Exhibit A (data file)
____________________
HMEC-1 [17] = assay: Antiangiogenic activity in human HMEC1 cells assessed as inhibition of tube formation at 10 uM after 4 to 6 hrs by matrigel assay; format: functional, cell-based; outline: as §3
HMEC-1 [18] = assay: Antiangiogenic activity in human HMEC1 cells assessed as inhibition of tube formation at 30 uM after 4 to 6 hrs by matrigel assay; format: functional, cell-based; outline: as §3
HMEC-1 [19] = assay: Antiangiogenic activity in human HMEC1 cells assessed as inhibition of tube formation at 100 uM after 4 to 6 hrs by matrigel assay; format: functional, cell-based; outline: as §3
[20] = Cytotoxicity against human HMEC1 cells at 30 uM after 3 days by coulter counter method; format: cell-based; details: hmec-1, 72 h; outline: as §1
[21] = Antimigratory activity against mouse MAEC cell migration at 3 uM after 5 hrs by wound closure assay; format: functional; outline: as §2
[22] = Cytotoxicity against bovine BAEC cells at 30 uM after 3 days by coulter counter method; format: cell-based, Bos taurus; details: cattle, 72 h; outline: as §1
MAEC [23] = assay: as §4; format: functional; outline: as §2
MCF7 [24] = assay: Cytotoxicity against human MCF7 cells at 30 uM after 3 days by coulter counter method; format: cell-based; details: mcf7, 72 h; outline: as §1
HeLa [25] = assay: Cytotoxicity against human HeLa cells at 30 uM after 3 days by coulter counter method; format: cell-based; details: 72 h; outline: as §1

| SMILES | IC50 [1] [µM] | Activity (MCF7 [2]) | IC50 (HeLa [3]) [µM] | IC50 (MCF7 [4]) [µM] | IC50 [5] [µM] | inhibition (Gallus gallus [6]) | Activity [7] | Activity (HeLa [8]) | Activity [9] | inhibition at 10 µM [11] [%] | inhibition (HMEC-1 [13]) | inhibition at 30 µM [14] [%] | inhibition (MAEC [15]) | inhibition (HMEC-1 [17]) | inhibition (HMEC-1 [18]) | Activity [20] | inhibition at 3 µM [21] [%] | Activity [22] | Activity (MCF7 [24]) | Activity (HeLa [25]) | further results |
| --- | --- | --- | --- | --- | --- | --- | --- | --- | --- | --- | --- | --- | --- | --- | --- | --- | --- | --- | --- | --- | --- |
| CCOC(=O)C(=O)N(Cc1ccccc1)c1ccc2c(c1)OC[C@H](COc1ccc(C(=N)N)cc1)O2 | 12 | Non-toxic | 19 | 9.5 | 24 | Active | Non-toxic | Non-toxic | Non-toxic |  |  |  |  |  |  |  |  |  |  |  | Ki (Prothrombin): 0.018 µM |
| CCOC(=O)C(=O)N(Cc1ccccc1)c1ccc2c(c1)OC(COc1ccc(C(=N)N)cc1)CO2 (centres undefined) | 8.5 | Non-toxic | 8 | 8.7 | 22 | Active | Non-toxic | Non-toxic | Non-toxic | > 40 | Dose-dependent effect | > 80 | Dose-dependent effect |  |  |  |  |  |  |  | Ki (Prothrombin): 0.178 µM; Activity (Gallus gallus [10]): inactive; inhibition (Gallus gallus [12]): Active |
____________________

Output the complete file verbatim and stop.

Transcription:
HMEC-1 [17] = assay: Antiangiogenic activity in human HMEC1 cells assessed as inhibition of tube formation at 10 uM after 4 to 6 hrs by matrigel assay; format: functional, cell-based; outline: as §3
HMEC-1 [18] = assay: Antiangiogenic activity in human HMEC1 cells assessed as inhibition of tube formation at 30 uM after 4 to 6 hrs by matrigel assay; format: functional, cell-based; outline: as §3
HMEC-1 [19] = assay: Antiangiogenic activity in human HMEC1 cells assessed as inhibition of tube formation at 100 uM after 4 to 6 hrs by matrigel assay; format: functional, cell-based; outline: as §3
[20] = Cytotoxicity against human HMEC1 cells at 30 uM after 3 days by coulter counter method; format: cell-based; details: hmec-1, 72 h; outline: as §1
[21] = Antimigratory activity against mouse MAEC cell migration at 3 uM after 5 hrs by wound closure assay; format: functional; outline: as §2
[22] = Cytotoxicity against bovine BAEC cells at 30 uM after 3 days by coulter counter method; format: cell-based, Bos taurus; details: cattle, 72 h; outline: as §1
MAEC [23] = assay: as §4; format: functional; outline: as §2
MCF7 [24] = assay: Cytotoxicity against human MCF7 cells at 30 uM after 3 days by coulter counter method; format: cell-based; details: mcf7, 72 h; outline: as §1
HeLa [25] = assay: Cytotoxicity against human HeLa cells at 30 uM after 3 days by coulter counter method; format: cell-based; details: 72 h; outline: as §1

| SMILES | IC50 [1] [µM] | Activity (MCF7 [2]) | IC50 (HeLa [3]) [µM] | IC50 (MCF7 [4]) [µM] | IC50 [5] [µM] | inhibition (Gallus gallus [6]) | Activity [7] | Activity (HeLa [8]) | Activity [9] | inhibition at 10 µM [11] [%] | inhibition (HMEC-1 [13]) | inhibition at 30 µM [14] [%] | inhibition (MAEC [15]) | inhibition (HMEC-1 [17]) | inhibition (HMEC-1 [18]) | Activity [20] | inhibition at 3 µM [21] [%] | Activity [22] | Activity (MCF7 [24]) | Activity (HeLa [25]) | further results |
| --- | --- | --- | --- | --- | --- | --- | --- | --- | --- | --- | --- | --- | --- | --- | --- | --- | --- | --- | --- | --- | --- |
| CCOC(=O)C(=O)N(Cc1ccccc1)c1ccc2c(c1)OC[C@H](COc1ccc(C(=N)N)cc1)O2 | 12 | Non-toxic | 19 | 9.5 | 24 | Active | Non-toxic | Non-toxic | Non-toxic |  |  |  |  |  |  |  |  |  |  |  | Ki (Prothrombin): 0.018 µM |
| CCOC(=O)C(=O)N(Cc1ccccc1)c1ccc2c(c1)OC(COc1ccc(C(=N)N)cc1)CO2 (centres undefined) | 8.5 | Non-toxic | 8 | 8.7 | 22 | Active | Non-toxic | Non-toxic | Non-toxic | > 40 | Dose-dependent effect | > 80 | Dose-dependent effect |  |  |  |  |  |  |  | Ki (Prothrombin): 0.178 µM; Activity (Gallus gallus [10]): inactive; inhibition (Gallus gallus [12]): Active |